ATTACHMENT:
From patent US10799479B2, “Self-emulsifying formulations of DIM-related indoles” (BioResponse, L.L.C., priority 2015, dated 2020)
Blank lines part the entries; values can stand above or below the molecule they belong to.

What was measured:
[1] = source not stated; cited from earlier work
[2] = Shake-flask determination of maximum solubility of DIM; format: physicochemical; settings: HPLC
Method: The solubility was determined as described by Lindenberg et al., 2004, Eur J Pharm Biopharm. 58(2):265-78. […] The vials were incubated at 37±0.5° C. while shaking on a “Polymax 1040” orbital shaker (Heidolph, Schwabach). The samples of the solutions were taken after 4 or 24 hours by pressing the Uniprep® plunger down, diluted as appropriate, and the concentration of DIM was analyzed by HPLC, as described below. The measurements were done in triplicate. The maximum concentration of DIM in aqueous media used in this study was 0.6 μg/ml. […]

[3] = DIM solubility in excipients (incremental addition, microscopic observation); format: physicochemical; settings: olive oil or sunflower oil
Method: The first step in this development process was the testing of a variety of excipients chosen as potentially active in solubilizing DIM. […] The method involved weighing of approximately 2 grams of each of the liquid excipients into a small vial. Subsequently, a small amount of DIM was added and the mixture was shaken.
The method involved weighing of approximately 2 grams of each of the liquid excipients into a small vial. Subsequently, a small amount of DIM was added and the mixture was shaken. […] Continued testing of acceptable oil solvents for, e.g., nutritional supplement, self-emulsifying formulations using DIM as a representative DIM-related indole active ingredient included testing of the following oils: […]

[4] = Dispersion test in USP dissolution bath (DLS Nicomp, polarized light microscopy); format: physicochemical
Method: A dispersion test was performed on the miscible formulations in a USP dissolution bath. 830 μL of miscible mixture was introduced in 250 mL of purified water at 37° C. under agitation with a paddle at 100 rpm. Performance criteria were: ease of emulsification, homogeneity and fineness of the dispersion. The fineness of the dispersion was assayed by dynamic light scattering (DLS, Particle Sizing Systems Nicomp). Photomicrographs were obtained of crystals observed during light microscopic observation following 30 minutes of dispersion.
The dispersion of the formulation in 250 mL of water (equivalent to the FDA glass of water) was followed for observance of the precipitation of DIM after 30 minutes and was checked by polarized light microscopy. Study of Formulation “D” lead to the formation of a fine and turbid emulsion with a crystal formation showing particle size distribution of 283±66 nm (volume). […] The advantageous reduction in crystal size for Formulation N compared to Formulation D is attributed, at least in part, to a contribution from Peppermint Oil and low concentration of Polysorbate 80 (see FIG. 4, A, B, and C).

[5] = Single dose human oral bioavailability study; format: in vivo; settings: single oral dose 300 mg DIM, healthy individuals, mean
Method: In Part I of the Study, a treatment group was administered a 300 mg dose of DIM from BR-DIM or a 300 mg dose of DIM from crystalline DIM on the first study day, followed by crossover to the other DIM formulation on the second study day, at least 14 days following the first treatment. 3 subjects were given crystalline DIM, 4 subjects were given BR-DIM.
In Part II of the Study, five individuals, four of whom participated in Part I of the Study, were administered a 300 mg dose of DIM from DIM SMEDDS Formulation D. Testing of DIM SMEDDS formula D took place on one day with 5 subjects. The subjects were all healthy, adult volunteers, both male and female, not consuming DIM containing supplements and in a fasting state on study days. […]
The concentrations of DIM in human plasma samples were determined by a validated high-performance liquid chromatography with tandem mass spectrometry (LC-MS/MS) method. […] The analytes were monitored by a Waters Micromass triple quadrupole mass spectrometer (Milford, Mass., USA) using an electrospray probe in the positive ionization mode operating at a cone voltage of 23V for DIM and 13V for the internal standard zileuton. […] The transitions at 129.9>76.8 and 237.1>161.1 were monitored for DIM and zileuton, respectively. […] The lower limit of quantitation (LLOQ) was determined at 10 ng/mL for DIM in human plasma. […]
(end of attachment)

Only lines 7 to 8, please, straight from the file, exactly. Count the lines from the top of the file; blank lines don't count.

[3] = DIM solubility in excipients (incremental addition, microscopic observation); format: physicochemical; settings: olive oil or sunflower oil
Method: The first step in this development process was the testing of a variety of excipients chosen as potentially active in solubilizing DIM. […] The method involved weighing of approximately 2 grams of each of the liquid excipients into a small vial. Subsequently, a small amount of DIM was added and the mixture was shaken.